Despite the increased interest in overseas properties, the survey findings indicate that local properties are still largely preferred by Singapore investors. A lack of knowledge about overseas markets (65.8%) and confidence in Singapore’s stable economic environment (59.4%) were cited as top reasons for this preference.
There tend to be an “asymmetry of information” and most buyers will seek overseas properties only if there is a compelling need to – for instance, moving overseas to work, says Lee. In addition, most buyers who invest overseas either know the market well or have a higher appetite for risk, he explains. Further, about 40% said they believe Singapore investments provide better yields. This is reflected in the positive sentiments surrounding property prices
and rentals in the coming months.
According to Knight Frank’s Lee, Singapore home prices are expected to remain stable in 2019. However, prices of older private properties with shorter leases will face greater downward pressure.
“We also expect vacancy rates and rents to stay stable given that there are fewer units being completed,” he says.
Preference For City-Fringe Condos
Perhaps owing to the high proportion of investors among the respondents, the results indicated a preference for private condos and apartments, with 66.4% of the respondents selecting that as their preferred property type.
This is followed by HDB flats at 18.8% and executive condos (ECs) at 5.5%, with the remainder split between landed houses, strata-landed properties and penthouses. HDB flats and ECs are subject to a five-year minimum occupation period and rules for resale and rental, which make them less favoured as investment properties.
Location-wise, most respondents preferred the city fringes when buying units with two or more bedrooms. However, those looking to buy one-bedroom units indicated a strong preference for the prime districts.
“Based on the findings, it is likely that buyers seek convenience but are concerned about affordability. Hence, they are willing to compromise on distance to the CBD for more space,” says Lee. “However, the majority of the respondents belong to the middle-upper income group.”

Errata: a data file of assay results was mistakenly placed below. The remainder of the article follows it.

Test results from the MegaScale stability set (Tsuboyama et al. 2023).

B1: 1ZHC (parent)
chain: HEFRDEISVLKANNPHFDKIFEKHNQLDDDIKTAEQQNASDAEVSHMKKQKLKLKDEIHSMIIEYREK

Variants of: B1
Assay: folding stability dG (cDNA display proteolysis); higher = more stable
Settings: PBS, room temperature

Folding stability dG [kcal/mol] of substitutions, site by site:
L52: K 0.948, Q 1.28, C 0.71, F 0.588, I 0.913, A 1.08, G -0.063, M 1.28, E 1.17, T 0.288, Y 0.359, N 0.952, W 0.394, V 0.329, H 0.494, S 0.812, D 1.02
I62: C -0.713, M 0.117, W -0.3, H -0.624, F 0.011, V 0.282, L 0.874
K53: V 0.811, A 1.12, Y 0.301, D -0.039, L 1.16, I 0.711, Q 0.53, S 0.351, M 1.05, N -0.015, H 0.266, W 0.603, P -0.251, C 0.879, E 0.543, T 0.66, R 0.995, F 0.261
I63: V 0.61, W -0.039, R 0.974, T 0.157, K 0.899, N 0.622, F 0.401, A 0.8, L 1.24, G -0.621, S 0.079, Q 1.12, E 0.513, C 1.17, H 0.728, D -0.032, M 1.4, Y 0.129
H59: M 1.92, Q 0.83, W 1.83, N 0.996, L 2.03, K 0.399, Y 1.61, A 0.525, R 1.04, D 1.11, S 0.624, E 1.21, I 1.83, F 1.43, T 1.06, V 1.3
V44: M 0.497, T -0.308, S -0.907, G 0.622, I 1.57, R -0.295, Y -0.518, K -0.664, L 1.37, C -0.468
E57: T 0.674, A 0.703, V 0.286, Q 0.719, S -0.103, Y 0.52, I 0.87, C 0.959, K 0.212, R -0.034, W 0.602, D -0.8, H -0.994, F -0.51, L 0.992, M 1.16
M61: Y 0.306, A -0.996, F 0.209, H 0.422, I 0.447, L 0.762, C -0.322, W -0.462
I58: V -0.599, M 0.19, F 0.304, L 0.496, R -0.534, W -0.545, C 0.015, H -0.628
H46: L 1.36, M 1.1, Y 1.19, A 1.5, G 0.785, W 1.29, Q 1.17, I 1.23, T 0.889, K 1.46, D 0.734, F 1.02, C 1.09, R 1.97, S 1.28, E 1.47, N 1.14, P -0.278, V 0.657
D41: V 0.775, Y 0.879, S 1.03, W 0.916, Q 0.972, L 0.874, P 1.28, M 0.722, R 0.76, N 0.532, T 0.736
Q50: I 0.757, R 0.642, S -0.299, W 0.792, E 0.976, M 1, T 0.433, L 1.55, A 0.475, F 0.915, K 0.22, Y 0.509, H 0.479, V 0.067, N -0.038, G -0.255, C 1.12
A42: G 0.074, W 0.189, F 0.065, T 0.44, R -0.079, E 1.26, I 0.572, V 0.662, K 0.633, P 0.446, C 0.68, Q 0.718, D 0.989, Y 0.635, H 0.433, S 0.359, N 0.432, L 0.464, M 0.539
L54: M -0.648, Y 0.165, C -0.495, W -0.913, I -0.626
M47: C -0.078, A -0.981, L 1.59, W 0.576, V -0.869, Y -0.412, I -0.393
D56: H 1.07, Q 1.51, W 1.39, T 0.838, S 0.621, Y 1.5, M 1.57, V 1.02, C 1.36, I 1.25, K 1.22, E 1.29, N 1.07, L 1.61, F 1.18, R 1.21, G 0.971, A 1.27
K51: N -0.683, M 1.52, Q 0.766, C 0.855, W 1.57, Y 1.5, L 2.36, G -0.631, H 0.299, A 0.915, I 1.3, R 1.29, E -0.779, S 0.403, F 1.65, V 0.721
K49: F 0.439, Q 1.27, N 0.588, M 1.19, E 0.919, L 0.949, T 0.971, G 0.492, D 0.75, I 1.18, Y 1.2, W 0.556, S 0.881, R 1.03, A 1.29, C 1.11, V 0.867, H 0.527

He shares that buyers are also likely to be more “quantum sensitive” than before, with the majority of respondents citing a preference for prices below $1.8 million for three-bedroom units or smaller. Based on the survey findings, about 62% of respondents said they were looking for homes priced below $1.5 million.
Elsewhere, the survey showed there was a strong preference for two- or three-bedroom units. For instance, nearly 16% of the respondents indicated their preference for homes of 701 to 900 sq ft, while about 32% said they favour homes between 901 and 1,300 sq ft.
In addition, the survey findings indicated a clear preference to reside in the prime districts and the city fringes, although it is interesting to note that only a few indicated a preference to live in Outram Park. “This may be due to a lack of new offerings in the area,” says Knight Frank’s Lee. Outside the Central Area, it is observed that there is interest in areas such as Ang Mo Kio, Serangoon, Clementi and Jurong East.
“Interestingly, the demand to live in Punggol and Sengkang does not seem to be significant. This is despite the fact that these areas will likely experience significant growth due to the upcoming Punggol Digital District.
The demand may only come into fruition when the construction is completed,” Lee concludes.